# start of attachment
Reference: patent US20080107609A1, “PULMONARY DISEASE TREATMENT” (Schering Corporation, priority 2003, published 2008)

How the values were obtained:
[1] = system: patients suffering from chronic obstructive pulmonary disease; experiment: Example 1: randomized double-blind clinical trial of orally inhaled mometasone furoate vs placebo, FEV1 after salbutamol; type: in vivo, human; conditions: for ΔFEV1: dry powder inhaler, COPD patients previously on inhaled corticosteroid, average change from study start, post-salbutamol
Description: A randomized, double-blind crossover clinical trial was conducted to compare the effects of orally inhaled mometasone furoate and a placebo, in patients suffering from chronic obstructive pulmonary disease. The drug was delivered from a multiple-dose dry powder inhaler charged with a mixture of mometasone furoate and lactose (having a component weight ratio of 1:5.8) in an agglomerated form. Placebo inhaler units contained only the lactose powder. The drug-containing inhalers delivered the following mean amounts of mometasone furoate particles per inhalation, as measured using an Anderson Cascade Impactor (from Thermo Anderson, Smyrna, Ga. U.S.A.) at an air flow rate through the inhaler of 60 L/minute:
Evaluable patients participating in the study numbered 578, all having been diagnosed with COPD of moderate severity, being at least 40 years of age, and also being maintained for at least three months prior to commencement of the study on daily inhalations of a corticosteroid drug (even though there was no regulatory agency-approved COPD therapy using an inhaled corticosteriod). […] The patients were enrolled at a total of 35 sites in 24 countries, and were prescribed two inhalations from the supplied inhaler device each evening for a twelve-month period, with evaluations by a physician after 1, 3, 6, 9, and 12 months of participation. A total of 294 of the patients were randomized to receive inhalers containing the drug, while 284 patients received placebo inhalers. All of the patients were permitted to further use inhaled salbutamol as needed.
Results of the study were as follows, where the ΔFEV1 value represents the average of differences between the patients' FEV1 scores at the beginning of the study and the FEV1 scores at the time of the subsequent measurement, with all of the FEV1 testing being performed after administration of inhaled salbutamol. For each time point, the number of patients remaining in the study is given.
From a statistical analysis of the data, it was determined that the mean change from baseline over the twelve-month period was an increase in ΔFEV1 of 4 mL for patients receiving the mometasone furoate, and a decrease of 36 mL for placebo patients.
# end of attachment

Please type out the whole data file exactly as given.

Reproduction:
Reference: patent US20080107609A1, “PULMONARY DISEASE TREATMENT” (Schering Corporation, priority 2003, published 2008)

How the values were obtained:
[1] = system: patients suffering from chronic obstructive pulmonary disease; experiment: Example 1: randomized double-blind clinical trial of orally inhaled mometasone furoate vs placebo, FEV1 after salbutamol; type: in vivo, human; conditions: for ΔFEV1: dry powder inhaler, COPD patients previously on inhaled corticosteroid, average change from study start, post-salbutamol
Description: A randomized, double-blind crossover clinical trial was conducted to compare the effects of orally inhaled mometasone furoate and a placebo, in patients suffering from chronic obstructive pulmonary disease. The drug was delivered from a multiple-dose dry powder inhaler charged with a mixture of mometasone furoate and lactose (having a component weight ratio of 1:5.8) in an agglomerated form. Placebo inhaler units contained only the lactose powder. The drug-containing inhalers delivered the following mean amounts of mometasone furoate particles per inhalation, as measured using an Anderson Cascade Impactor (from Thermo Anderson, Smyrna, Ga. U.S.A.) at an air flow rate through the inhaler of 60 L/minute:
Evaluable patients participating in the study numbered 578, all having been diagnosed with COPD of moderate severity, being at least 40 years of age, and also being maintained for at least three months prior to commencement of the study on daily inhalations of a corticosteroid drug (even though there was no regulatory agency-approved COPD therapy using an inhaled corticosteriod). […] The patients were enrolled at a total of 35 sites in 24 countries, and were prescribed two inhalations from the supplied inhaler device each evening for a twelve-month period, with evaluations by a physician after 1, 3, 6, 9, and 12 months of participation. A total of 294 of the patients were randomized to receive inhalers containing the drug, while 284 patients received placebo inhalers. All of the patients were permitted to further use inhaled salbutamol as needed.
Results of the study were as follows, where the ΔFEV1 value represents the average of differences between the patients' FEV1 scores at the beginning of the study and the FEV1 scores at the time of the subsequent measurement, with all of the FEV1 testing being performed after administration of inhaled salbutamol. For each time point, the number of patients remaining in the study is given.
From a statistical analysis of the data, it was determined that the mean change from baseline over the twelve-month period was an increase in ΔFEV1 of 4 mL for patients receiving the mometasone furoate, and a decrease of 36 mL for placebo patients.